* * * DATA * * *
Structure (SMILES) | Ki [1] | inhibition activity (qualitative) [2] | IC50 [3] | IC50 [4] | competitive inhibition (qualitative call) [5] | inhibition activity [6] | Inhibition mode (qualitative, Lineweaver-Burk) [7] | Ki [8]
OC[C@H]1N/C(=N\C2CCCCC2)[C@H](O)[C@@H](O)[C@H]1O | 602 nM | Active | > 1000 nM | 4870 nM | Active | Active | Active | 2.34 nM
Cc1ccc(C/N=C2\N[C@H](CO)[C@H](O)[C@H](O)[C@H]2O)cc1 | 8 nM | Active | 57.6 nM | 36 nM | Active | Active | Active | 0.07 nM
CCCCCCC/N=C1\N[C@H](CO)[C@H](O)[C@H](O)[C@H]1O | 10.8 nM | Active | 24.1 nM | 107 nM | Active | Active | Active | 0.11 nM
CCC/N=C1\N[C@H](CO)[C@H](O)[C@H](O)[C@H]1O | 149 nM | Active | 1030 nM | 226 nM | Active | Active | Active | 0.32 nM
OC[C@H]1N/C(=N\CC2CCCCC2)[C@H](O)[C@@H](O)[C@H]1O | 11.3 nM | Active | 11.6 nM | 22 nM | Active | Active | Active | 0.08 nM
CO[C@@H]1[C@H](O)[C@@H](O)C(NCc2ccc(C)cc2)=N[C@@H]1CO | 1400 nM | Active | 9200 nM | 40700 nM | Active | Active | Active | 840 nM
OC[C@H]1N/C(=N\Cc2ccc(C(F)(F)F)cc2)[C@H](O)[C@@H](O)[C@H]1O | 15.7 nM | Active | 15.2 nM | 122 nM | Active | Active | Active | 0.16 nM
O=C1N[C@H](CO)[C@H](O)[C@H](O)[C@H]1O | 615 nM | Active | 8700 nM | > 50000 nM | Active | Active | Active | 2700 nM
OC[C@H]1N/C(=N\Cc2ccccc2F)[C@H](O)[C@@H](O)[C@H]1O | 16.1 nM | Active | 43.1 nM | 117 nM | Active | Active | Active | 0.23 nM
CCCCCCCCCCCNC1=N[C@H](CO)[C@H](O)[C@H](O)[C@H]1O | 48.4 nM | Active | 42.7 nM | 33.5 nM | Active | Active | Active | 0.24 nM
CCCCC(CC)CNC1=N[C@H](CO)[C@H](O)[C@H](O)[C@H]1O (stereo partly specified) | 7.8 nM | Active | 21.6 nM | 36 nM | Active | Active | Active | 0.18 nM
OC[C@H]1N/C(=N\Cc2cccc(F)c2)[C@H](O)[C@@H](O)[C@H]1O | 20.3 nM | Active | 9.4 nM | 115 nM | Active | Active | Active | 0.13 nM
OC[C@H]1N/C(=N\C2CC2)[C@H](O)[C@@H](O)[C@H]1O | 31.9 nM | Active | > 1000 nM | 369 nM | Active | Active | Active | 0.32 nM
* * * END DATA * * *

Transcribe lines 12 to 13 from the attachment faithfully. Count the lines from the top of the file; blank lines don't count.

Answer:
CCCCC(CC)CNC1=N[C@H](CO)[C@H](O)[C@H](O)[C@H]1O (stereo partly specified) | 7.8 nM | Active | 21.6 nM | 36 nM | Active | Active | Active | 0.18 nM
OC[C@H]1N/C(=N\Cc2cccc(F)c2)[C@H](O)[C@@H](O)[C@H]1O | 20.3 nM | Active | 9.4 nM | 115 nM | Active | Active | Active | 0.13 nM